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The free fediverses should make it easier to move between (and create) instances

Part 5 of Strategies for the free fediverses

Brown cardboard moving boxes on the floor, with a person beneath them whose feet are sticking out

Part 5 of Strategies for the free fediverses.  As the first post in the series discusses, the "free fediverses" are regions of the fediverse that reject Meta and surveillance capitalism, and these strategies position the free fediverses as an alternative to Threads and "Meta's fediverses".

Join the discussion in the fediverse:
on Mastodon and on Lemmy!

There's likely to be a lot of moving between instances as people and instances sort themselves out into the free fediverses and Meta's fediverses. Additional waves are likely as well: if and when Threads turns on federation for hate accounts, whenever Meta-related scandals and abuses get publicity, and perhaps as concentric federations of instances emerge in the free fediverses.

Unfortunately, moving accounts on the fediverse today isn't a particularly good experience today.  To start with, unless you already know what instance you want to go it, it's not easy to choose one.  Fedi Garden, the Join the Fediverse wiki, and other sites have useful curated lists of instances, you can look up wither an instance federates with Meta on, and instance catalogs like The Bad Space and Fediseer have information about instances that are blocked or limited ... but even if you know about all those sites, it's a lot of work. (July 2023's How to choose the right Mastodon instance? has more on this.)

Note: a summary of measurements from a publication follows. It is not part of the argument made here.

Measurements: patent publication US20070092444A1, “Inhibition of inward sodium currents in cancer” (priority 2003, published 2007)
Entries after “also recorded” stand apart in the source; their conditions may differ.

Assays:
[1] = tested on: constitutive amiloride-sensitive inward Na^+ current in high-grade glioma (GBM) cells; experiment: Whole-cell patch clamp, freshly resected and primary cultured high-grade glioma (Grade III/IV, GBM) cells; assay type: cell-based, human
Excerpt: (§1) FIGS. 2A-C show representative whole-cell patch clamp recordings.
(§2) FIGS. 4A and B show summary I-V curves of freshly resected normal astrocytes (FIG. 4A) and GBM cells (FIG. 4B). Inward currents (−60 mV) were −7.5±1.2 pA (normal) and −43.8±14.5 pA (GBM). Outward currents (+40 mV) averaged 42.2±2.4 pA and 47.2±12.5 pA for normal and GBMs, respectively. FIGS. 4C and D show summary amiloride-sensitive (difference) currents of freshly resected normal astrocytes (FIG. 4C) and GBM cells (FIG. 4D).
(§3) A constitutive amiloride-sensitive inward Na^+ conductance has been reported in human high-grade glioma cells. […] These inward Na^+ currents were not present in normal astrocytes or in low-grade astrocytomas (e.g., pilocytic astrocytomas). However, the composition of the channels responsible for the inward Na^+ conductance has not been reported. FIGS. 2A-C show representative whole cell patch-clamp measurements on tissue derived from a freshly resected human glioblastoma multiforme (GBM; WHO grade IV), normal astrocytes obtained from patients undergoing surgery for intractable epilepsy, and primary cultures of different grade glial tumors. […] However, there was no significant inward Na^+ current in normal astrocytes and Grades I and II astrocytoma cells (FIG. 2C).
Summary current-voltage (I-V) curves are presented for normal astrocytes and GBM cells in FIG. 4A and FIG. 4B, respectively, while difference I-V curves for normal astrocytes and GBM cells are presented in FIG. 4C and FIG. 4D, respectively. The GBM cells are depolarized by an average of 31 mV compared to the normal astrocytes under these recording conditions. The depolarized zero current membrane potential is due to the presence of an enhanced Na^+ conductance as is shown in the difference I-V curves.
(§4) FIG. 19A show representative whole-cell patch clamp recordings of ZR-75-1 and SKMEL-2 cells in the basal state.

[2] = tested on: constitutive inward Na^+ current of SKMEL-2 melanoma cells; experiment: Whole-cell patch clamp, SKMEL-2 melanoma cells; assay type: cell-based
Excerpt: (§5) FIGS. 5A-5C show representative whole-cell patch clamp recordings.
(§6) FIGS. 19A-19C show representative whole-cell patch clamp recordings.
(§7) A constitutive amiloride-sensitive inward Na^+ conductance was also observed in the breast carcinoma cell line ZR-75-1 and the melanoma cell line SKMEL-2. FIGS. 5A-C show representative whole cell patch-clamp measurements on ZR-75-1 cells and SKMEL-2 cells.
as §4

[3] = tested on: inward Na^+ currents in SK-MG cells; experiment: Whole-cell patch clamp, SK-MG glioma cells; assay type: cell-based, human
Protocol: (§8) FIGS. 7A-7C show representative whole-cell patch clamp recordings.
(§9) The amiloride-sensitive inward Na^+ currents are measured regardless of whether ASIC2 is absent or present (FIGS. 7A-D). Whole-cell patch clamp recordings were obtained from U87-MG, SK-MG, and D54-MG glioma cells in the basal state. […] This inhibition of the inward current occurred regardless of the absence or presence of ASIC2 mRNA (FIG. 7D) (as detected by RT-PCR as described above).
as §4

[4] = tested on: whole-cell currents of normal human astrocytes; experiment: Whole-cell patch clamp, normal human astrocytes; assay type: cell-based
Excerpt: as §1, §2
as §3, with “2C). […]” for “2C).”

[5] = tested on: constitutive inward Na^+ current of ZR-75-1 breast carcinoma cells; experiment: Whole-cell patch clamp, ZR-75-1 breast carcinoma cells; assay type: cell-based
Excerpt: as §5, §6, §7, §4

And once you've picked a new instance, Erin Kissane describes in Notes From a Mastodon Migration, it can be a messy and "hair-raising" process to move your account over. Mastodon's account migration documentation is very limited; Cutie City's Migrating Server guide and FediTips' Transferring your Mastodon account to another server are much more helpful, but relatively few people know about them.

To be fair, when it works, "account migration" in the fediverse today is a lot better than nothing. On Mastodon, for example, most of your followers will transfer automatically, and you can export and then re-import your follows, bookmarks, mutes and blocks. That's good! Software like Firefish and Catodon also allows post migration, which is even better. But Mastodon doesn't: none of your posts are moved. And no matter what software you're using, followers may disappear, and people who have "approve followers" turned on will need to re-approve your requests. Not only that, it doesn't always work. I've seen moves go very badly, with people losing most or all of their connections.

So now's a good time to for the free fediverses to make the experience better.1